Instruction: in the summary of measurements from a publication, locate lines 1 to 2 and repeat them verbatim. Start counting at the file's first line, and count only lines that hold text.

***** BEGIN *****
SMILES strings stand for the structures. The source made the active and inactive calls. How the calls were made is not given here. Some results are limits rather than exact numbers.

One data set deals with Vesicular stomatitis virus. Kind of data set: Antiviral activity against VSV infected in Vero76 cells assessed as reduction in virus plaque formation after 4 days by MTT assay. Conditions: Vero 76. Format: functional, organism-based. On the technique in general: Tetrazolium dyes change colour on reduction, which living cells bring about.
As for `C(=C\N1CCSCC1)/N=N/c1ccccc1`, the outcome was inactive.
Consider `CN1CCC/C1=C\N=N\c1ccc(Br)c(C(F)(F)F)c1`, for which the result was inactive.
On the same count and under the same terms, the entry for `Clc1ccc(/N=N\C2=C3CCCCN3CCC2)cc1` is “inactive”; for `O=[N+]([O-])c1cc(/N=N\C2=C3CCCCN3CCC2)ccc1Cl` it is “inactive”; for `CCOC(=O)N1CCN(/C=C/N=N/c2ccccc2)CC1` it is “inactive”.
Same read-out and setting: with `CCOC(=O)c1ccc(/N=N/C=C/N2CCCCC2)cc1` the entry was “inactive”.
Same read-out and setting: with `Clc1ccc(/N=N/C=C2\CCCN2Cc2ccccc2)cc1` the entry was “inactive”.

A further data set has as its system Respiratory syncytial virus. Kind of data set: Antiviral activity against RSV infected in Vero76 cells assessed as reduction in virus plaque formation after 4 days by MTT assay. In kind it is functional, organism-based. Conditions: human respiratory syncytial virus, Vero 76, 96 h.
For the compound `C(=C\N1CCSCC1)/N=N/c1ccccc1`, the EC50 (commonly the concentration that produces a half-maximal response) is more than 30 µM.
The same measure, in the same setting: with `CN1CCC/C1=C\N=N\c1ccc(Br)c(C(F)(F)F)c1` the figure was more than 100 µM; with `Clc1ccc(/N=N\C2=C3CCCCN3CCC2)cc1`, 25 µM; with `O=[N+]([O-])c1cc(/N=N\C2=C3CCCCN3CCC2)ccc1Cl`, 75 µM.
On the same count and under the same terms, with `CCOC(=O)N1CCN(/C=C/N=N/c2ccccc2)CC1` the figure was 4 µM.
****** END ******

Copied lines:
SMILES strings stand for the structures. The source made the active and inactive calls. How the calls were made is not given here. Some results are limits rather than exact numbers.

One data set deals with Vesicular stomatitis virus. Kind of data set: Antiviral activity against VSV infected in Vero76 cells assessed as reduction in virus plaque formation after 4 days by MTT assay. Conditions: Vero 76. Format: functional, organism-based. On the technique in general: Tetrazolium dyes change colour on reduction, which living cells bring about.